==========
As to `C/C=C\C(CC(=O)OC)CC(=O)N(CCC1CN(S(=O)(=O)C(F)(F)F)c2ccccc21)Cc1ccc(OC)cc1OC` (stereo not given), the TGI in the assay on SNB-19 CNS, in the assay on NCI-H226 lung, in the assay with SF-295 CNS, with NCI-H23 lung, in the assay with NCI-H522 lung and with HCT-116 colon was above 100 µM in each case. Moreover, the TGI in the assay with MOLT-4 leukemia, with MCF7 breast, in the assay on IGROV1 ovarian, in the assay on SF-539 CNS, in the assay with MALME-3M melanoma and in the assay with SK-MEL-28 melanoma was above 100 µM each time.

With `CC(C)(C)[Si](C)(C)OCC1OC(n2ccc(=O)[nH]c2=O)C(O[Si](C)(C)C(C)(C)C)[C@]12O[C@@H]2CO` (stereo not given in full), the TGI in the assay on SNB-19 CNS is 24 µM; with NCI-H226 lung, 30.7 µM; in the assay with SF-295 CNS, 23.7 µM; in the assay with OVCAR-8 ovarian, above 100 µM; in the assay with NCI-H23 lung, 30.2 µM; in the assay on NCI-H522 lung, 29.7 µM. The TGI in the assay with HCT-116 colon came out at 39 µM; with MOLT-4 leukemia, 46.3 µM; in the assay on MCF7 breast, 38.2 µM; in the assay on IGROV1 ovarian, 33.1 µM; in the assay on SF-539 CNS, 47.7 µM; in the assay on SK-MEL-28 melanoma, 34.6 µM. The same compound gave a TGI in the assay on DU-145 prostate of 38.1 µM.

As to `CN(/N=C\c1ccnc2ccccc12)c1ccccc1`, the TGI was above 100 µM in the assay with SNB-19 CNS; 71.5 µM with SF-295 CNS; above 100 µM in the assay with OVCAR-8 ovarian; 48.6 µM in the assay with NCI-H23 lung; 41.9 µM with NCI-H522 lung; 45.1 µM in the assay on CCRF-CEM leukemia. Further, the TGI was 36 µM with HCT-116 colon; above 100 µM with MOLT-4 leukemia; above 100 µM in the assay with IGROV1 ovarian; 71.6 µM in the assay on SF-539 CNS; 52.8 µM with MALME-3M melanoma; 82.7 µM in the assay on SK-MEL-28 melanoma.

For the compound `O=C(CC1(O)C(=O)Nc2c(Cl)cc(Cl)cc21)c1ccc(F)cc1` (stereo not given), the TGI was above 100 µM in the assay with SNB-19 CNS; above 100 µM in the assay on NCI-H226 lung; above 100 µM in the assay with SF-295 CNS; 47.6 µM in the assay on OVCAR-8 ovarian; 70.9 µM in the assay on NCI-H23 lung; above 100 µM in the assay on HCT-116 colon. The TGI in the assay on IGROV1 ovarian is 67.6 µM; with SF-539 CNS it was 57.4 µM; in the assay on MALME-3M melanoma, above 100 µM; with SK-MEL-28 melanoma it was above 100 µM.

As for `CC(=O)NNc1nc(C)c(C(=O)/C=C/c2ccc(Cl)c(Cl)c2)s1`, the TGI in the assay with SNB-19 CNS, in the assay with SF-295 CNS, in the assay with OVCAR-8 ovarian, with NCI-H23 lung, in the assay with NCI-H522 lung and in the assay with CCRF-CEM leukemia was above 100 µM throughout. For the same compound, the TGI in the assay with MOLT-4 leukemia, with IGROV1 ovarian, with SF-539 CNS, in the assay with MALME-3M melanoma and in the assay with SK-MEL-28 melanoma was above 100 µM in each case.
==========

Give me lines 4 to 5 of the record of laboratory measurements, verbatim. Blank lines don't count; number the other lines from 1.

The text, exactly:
For the compound `O=C(CC1(O)C(=O)Nc2c(Cl)cc(Cl)cc21)c1ccc(F)cc1` (stereo not given), the TGI was above 100 µM in the assay with SNB-19 CNS; above 100 µM in the assay on NCI-H226 lung; above 100 µM in the assay with SF-295 CNS; 47.6 µM in the assay on OVCAR-8 ovarian; 70.9 µM in the assay on NCI-H23 lung; above 100 µM in the assay on HCT-116 colon. The TGI in the assay on IGROV1 ovarian is 67.6 µM; with SF-539 CNS it was 57.4 µM; in the assay on MALME-3M melanoma, above 100 µM; with SK-MEL-28 melanoma it was above 100 µM.

As for `CC(=O)NNc1nc(C)c(C(=O)/C=C/c2ccc(Cl)c(Cl)c2)s1`, the TGI in the assay with SNB-19 CNS, in the assay with SF-295 CNS, in the assay with OVCAR-8 ovarian, with NCI-H23 lung, in the assay with NCI-H522 lung and in the assay with CCRF-CEM leukemia was above 100 µM throughout. For the same compound, the TGI in the assay with MOLT-4 leukemia, with IGROV1 ovarian, with SF-539 CNS, in the assay with MALME-3M melanoma and in the assay with SK-MEL-28 melanoma was above 100 µM in each case.